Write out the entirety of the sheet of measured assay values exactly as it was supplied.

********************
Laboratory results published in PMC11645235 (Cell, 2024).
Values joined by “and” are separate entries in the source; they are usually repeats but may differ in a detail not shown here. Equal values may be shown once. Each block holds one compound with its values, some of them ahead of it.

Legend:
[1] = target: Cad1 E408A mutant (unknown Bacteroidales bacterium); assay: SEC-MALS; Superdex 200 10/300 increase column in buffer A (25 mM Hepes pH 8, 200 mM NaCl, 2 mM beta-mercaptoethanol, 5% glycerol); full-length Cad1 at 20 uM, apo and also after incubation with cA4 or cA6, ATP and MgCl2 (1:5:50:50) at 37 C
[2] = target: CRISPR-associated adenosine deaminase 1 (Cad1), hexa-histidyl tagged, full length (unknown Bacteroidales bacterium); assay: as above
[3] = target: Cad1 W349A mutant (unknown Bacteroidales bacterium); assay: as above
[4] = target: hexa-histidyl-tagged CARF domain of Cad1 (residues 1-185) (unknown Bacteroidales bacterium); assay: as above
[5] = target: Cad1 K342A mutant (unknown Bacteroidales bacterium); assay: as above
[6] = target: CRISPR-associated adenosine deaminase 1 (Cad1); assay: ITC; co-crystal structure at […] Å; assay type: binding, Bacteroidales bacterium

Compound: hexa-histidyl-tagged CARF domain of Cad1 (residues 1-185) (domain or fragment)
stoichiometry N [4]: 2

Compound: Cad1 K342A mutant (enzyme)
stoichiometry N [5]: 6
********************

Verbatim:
Laboratory results published in PMC11645235 (Cell, 2024).
Values joined by “and” are separate entries in the source; they are usually repeats but may differ in a detail not shown here. Equal values may be shown once. Each block holds one compound with its values, some of them ahead of it.

Legend:
[1] = target: Cad1 E408A mutant (unknown Bacteroidales bacterium); assay: SEC-MALS; Superdex 200 10/300 increase column in buffer A (25 mM Hepes pH 8, 200 mM NaCl, 2 mM beta-mercaptoethanol, 5% glycerol); full-length Cad1 at 20 uM, apo and also after incubation with cA4 or cA6, ATP and MgCl2 (1:5:50:50) at 37 C
[2] = target: CRISPR-associated adenosine deaminase 1 (Cad1), hexa-histidyl tagged, full length (unknown Bacteroidales bacterium); assay: as above
[3] = target: Cad1 W349A mutant (unknown Bacteroidales bacterium); assay: as above
[4] = target: hexa-histidyl-tagged CARF domain of Cad1 (residues 1-185) (unknown Bacteroidales bacterium); assay: as above
[5] = target: Cad1 K342A mutant (unknown Bacteroidales bacterium); assay: as above
[6] = target: CRISPR-associated adenosine deaminase 1 (Cad1); assay: ITC; co-crystal structure at […] Å; assay type: binding, Bacteroidales bacterium

Compound: hexa-histidyl-tagged CARF domain of Cad1 (residues 1-185) (domain or fragment)
stoichiometry N [4]: 2

Compound: Cad1 K342A mutant (enzyme)
stoichiometry N [5]: 6